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Microwestern Assay

Microwestern arrays are a systems biology approach for quantitative multiplex analysis of cell signaling pathways and can be performed on the Odyssey® CLx or Odyssey Classic Imaging System.

Systems analysis of EGF receptor signaling dynamics with microwestern arrays

Mark F Ciaccio, Joel P Wagner, Chih-Pin Chuu, Douglas A Lauffenburger & Richard B Jones

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The Ben May Department for Cancer Research and the Institute for Genomics and Systems Biology, The University of Chicago, Chicago, Illinois. Center for Cell Decision Processes and Department of Biological Engineering, Massachusetts Institute of Technology, Cambridge, Massachusetts, Present address: Institute of Cellular and Systems Medicine, National Health Research Institutes, Miaoli County, Taiwan.

Nature Methods 7: 148 (2010)

Ciaccio et al. developed a method for doing higher throughput Western blotting using 200-fold less protein sample and antibody called MicroWestern Arrays (MWAs). MWAs have the scalability of reverse phase arrays yet they retain the vital attributes of western blots where signals that can be related to protein size. The method should be useful for analysis of proteins from cell lines and tissues in an analogous manner to spotted DNA microarrays for interrogation but with the user's choice of antibodies. Protein samples are spotted on acrylamide slabs in a 96 well array, electophoresed, transferred to a membrane, placed in 96-well gasket device and imaged on the Odyssey® Classic Infrared Imaging System. The ability to obtain information regarding hundreds of proteins with the MWAs should allow advances in our understanding of cell context-specific networks underlying human disease when combined with approppriate computational modeling methods.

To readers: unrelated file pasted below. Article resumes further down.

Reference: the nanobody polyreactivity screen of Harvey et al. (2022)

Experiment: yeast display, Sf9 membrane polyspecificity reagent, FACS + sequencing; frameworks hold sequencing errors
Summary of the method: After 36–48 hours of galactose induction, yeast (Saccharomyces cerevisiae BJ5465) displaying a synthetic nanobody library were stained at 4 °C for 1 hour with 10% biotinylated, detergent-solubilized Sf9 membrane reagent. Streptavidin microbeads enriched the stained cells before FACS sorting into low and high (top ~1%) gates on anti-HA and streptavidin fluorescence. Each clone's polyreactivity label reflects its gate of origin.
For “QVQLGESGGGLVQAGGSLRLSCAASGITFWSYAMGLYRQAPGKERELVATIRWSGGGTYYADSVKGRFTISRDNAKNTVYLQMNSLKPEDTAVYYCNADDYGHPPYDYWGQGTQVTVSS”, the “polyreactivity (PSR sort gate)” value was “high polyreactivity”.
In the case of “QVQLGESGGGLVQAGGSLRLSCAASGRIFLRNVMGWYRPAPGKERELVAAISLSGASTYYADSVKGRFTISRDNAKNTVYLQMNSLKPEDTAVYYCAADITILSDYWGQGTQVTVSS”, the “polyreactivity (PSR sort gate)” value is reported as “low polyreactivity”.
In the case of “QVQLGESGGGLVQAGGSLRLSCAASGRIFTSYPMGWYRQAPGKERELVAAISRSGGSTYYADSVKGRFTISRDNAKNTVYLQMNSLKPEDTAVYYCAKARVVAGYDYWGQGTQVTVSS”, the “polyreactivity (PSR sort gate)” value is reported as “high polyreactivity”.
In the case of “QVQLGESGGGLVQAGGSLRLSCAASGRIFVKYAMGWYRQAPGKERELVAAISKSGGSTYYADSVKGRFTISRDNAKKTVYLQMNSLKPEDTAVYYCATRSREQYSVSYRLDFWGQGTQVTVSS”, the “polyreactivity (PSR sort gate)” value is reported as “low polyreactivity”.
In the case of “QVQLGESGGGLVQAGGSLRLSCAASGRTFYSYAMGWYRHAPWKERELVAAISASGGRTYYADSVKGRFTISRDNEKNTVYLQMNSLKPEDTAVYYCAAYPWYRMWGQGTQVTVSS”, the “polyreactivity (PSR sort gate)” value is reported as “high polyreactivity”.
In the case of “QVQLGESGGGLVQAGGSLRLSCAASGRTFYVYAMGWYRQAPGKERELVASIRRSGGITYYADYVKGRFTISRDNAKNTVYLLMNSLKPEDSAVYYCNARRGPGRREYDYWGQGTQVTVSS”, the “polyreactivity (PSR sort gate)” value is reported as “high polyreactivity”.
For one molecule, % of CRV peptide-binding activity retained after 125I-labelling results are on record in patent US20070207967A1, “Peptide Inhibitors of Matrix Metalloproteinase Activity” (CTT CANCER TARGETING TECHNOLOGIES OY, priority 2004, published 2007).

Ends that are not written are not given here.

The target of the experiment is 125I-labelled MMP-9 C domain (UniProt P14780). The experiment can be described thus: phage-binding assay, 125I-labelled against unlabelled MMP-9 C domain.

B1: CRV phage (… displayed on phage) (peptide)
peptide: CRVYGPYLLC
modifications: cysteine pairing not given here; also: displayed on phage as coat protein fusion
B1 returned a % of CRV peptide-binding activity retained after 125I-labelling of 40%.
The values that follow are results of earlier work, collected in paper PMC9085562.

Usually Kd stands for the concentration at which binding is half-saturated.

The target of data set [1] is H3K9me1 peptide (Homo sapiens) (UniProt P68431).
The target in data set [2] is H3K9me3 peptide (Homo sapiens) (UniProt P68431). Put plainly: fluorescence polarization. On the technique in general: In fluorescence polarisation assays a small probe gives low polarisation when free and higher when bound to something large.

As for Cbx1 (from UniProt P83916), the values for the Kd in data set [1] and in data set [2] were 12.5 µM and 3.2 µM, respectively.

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Effect of complementary pathway blockade on efficacy of combination enzastaurin and rapamycin.
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Systematic Discovery of TLR Signaling Components Delineates Viral-Sensing Circuits
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Ciaccio, M.F., et al.
Systems Analysis of EGF Receptor Signaling Dynamics with Micro-Western Arrays
Nat. Methods, Feb 2010; 7: 148–155.

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